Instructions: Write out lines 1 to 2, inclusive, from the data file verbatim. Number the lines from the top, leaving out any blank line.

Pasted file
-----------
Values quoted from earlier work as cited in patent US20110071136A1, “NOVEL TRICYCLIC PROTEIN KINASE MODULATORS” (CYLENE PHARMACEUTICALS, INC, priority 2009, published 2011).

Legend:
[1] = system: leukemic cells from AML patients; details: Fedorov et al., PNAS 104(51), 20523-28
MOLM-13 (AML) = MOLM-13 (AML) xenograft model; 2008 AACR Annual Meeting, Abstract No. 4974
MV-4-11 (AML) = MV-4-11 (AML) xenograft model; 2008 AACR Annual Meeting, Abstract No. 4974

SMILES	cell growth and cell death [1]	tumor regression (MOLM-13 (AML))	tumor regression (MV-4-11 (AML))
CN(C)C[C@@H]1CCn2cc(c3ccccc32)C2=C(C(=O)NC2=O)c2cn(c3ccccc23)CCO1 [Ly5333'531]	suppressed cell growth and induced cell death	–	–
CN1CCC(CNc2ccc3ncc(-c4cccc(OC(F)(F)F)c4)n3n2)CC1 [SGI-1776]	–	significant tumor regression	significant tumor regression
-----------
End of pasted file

Values quoted from earlier work as cited in patent US20110071136A1, “NOVEL TRICYCLIC PROTEIN KINASE MODULATORS” (CYLENE PHARMACEUTICALS, INC, priority 2009, published 2011).

Legend: